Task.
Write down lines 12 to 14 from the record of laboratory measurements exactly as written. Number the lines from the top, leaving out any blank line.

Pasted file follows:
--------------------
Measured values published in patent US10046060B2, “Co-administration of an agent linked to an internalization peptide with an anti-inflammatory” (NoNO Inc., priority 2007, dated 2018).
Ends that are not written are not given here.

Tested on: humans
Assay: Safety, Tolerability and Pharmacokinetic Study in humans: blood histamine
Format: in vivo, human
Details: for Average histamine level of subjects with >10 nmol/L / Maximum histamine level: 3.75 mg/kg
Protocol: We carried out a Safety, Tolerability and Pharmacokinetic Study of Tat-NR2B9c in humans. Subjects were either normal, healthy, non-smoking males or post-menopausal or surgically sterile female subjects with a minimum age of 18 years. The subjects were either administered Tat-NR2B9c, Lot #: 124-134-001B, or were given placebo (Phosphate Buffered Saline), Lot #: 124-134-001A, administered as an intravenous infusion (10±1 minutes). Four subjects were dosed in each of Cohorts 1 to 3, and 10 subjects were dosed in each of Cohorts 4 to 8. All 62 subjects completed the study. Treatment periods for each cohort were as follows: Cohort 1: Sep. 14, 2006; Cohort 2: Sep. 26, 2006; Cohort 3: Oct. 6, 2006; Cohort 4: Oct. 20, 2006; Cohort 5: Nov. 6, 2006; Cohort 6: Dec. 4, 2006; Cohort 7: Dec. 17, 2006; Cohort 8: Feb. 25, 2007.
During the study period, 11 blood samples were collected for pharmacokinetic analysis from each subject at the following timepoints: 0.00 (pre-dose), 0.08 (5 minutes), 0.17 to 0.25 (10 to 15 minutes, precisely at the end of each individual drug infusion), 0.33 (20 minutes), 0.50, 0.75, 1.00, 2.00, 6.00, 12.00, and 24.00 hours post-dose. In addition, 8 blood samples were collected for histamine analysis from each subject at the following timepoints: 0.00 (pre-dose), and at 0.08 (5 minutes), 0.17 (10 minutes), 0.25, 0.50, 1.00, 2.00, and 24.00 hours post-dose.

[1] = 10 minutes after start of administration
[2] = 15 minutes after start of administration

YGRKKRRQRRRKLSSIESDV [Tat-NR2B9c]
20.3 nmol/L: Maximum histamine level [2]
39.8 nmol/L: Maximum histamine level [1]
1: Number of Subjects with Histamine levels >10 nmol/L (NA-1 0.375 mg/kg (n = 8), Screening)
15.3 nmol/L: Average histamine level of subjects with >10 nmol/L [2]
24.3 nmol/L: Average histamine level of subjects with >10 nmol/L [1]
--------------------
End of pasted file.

20.3 nmol/L: Maximum histamine level [2]
39.8 nmol/L: Maximum histamine level [1]
1: Number of Subjects with Histamine levels >10 nmol/L (NA-1 0.375 mg/kg (n = 8), Screening)